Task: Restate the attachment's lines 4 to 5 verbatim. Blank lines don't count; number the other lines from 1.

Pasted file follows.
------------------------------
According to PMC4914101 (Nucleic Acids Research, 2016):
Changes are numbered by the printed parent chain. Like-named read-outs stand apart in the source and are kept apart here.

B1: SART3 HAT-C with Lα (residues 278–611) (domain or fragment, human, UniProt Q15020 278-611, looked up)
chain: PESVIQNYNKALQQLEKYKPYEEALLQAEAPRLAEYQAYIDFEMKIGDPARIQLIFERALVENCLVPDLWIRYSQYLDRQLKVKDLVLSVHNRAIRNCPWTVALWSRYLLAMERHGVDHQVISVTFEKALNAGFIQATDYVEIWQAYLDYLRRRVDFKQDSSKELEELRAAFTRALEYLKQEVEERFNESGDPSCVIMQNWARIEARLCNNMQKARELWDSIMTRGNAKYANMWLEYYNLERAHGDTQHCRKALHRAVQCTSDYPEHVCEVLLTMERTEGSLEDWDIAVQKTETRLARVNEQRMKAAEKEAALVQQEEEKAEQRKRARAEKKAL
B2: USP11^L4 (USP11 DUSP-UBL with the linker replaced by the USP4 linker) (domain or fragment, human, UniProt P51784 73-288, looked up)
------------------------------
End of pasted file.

chain: PESVIQNYNKALQQLEKYKPYEEALLQAEAPRLAEYQAYIDFEMKIGDPARIQLIFERALVENCLVPDLWIRYSQYLDRQLKVKDLVLSVHNRAIRNCPWTVALWSRYLLAMERHGVDHQVISVTFEKALNAGFIQATDYVEIWQAYLDYLRRRVDFKQDSSKELEELRAAFTRALEYLKQEVEERFNESGDPSCVIMQNWARIEARLCNNMQKARELWDSIMTRGNAKYANMWLEYYNLERAHGDTQHCRKALHRAVQCTSDYPEHVCEVLLTMERTEGSLEDWDIAVQKTETRLARVNEQRMKAAEKEAALVQQEEEKAEQRKRARAEKKAL
B2: USP11^L4 (USP11 DUSP-UBL with the linker replaced by the USP4 linker) (domain or fragment, human, UniProt P51784 73-288, looked up)